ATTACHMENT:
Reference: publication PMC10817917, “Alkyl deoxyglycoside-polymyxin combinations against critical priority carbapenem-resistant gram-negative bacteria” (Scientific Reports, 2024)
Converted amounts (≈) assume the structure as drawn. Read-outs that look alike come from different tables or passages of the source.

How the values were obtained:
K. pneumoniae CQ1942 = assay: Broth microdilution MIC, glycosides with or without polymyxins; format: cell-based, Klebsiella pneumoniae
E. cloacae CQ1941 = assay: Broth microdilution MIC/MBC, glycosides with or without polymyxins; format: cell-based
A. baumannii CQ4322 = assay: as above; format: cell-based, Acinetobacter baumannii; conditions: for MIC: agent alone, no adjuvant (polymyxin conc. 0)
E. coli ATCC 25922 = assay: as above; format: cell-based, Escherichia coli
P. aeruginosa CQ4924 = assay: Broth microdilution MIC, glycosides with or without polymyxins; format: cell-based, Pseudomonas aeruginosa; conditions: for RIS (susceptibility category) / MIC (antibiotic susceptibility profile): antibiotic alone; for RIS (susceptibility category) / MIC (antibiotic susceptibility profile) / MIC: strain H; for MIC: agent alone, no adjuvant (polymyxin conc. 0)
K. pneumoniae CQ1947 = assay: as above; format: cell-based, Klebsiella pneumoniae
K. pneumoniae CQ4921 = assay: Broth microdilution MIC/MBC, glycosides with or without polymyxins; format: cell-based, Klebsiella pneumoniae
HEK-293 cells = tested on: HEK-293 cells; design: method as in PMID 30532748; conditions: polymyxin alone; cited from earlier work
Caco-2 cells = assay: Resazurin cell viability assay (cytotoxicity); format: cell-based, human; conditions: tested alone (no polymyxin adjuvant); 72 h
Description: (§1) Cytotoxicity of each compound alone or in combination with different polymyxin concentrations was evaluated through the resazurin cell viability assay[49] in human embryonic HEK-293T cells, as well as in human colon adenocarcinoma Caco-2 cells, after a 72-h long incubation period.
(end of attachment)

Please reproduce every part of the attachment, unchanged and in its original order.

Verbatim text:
Reference: publication PMC10817917, “Alkyl deoxyglycoside-polymyxin combinations against critical priority carbapenem-resistant gram-negative bacteria” (Scientific Reports, 2024)
Converted amounts (≈) assume the structure as drawn. Read-outs that look alike come from different tables or passages of the source.

How the values were obtained:
K. pneumoniae CQ1942 = assay: Broth microdilution MIC, glycosides with or without polymyxins; format: cell-based, Klebsiella pneumoniae
E. cloacae CQ1941 = assay: Broth microdilution MIC/MBC, glycosides with or without polymyxins; format: cell-based
A. baumannii CQ4322 = assay: as above; format: cell-based, Acinetobacter baumannii; conditions: for MIC: agent alone, no adjuvant (polymyxin conc. 0)
E. coli ATCC 25922 = assay: as above; format: cell-based, Escherichia coli
P. aeruginosa CQ4924 = assay: Broth microdilution MIC, glycosides with or without polymyxins; format: cell-based, Pseudomonas aeruginosa; conditions: for RIS (susceptibility category) / MIC (antibiotic susceptibility profile): antibiotic alone; for RIS (susceptibility category) / MIC (antibiotic susceptibility profile) / MIC: strain H; for MIC: agent alone, no adjuvant (polymyxin conc. 0)
K. pneumoniae CQ1947 = assay: as above; format: cell-based, Klebsiella pneumoniae
K. pneumoniae CQ4921 = assay: Broth microdilution MIC/MBC, glycosides with or without polymyxins; format: cell-based, Klebsiella pneumoniae
HEK-293 cells = tested on: HEK-293 cells; design: method as in PMID 30532748; conditions: polymyxin alone; cited from earlier work
Caco-2 cells = assay: Resazurin cell viability assay (cytotoxicity); format: cell-based, human; conditions: tested alone (no polymyxin adjuvant); 72 h
Description: (§1) Cytotoxicity of each compound alone or in combination with different polymyxin concentrations was evaluated through the resazurin cell viability assay[49] in human embryonic HEK-293T cells, as well as in human colon adenocarcinoma Caco-2 cells, after a 72-h long incubation period.